ENTRIES TAGGED "banking"

Four short links: 7 December 2012

Four short links: 7 December 2012

Drone Games, Bitcoin Bank, Antifragility, and Javascript Charts

  1. AR Drone That Infects Other Drones With Virus Wins DroneGames (IEEE) — how awesome is a contest where a group who taught a drone to behave itself on the end of a leash, constantly taking pictures and performing facial recognition, posting the resulting images to Twitter in real-time didn’t win.
  2. BitCoin-Central Becomes Legit BankAfter all this patient work and lobbying we’re finally happy and proud to announce that Bitcoin-Central.net becomes today the first Bitcoin exchange operating within the framework of European regulations. Covered by FDIC-equivalent, can have debit or credit cards connected to the BitCoin account, can even get your salary auto-deposited into your BitCoin account.
  3. The Antifragility of the Web (Kevin Marks) — By shielding people from the complexities of the web, by removing the fragility of links, we’re actually making things worse. We’re creating a fragility debt. Suddenly, something changes – money runs out, a pivot is declared, an aquihire happens, and the pent-up fragility is resolved in a Black Swan moment.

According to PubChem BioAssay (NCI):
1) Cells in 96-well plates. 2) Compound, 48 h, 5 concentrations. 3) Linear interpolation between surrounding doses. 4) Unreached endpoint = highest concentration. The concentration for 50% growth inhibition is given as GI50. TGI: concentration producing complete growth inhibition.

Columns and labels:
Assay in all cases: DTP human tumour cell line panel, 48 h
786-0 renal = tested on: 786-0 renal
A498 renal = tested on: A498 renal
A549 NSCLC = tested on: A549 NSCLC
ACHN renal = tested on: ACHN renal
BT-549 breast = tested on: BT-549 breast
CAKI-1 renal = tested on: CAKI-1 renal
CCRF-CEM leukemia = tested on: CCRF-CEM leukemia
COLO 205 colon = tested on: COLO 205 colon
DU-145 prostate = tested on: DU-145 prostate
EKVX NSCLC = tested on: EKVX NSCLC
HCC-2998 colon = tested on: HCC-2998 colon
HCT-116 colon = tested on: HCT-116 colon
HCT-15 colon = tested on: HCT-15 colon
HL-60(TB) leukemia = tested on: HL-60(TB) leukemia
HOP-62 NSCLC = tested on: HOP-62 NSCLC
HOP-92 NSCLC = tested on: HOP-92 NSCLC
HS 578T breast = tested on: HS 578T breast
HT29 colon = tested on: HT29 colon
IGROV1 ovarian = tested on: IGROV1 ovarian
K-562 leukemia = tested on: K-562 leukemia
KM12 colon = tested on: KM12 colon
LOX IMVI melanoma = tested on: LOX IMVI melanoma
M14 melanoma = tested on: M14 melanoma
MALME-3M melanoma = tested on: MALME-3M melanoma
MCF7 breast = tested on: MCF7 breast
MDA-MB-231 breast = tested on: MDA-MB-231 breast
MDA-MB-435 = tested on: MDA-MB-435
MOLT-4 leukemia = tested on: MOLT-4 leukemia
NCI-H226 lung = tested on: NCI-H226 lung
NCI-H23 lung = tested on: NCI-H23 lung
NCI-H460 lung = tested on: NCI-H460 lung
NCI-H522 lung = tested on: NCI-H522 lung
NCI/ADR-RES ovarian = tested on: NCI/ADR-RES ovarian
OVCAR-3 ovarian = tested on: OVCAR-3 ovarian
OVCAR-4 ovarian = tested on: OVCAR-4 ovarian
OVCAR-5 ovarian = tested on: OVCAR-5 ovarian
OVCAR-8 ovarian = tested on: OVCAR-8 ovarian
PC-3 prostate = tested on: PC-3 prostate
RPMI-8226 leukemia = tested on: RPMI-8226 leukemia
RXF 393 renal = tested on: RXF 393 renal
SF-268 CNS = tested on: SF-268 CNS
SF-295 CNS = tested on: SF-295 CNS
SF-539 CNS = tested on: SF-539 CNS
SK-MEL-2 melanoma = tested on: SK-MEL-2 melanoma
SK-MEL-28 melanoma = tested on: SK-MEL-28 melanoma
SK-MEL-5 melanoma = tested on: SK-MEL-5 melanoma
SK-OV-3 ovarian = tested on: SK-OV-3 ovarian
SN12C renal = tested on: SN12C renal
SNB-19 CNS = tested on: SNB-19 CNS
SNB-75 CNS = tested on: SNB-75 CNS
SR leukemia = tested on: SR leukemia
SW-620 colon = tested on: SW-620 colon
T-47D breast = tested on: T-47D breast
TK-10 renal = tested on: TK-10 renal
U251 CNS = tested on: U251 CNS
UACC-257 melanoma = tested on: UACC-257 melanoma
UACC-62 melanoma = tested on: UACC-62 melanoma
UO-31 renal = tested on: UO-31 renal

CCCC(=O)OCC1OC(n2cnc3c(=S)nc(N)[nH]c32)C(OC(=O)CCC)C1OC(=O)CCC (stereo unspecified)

4. xcharts (GitHub) — sweet charts in Javascript.
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Commerce Weekly: Identifying real-time consumer intent

Commerce Weekly: Identifying real-time consumer intent

Startups tap realtime marketing, NFC in the U.K.'s post office, and banks need to remain "top of wallet."

An ecommerce startup aims to understand real-time consumer intent, a 350-year-old post office embraces mobile, and mobile wallets could disrupt brick-and-mortar banks. (Commerce Weekly is produced as part of a partnership between O'Reilly and PayPal.)

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Open source cuts microlending complexity

Open source cuts microlending complexity

The Mifos Initiative is using open source software to serve the developing world.

Creating financial software for the developing world is tricky business. Variations between countries — and between the banks within those countries — make proprietary solutions unsustainable without massive investment. The Mifos Initiative has gone a different route: manage an open source project that lets banks customize software to meet their unique microlending needs.

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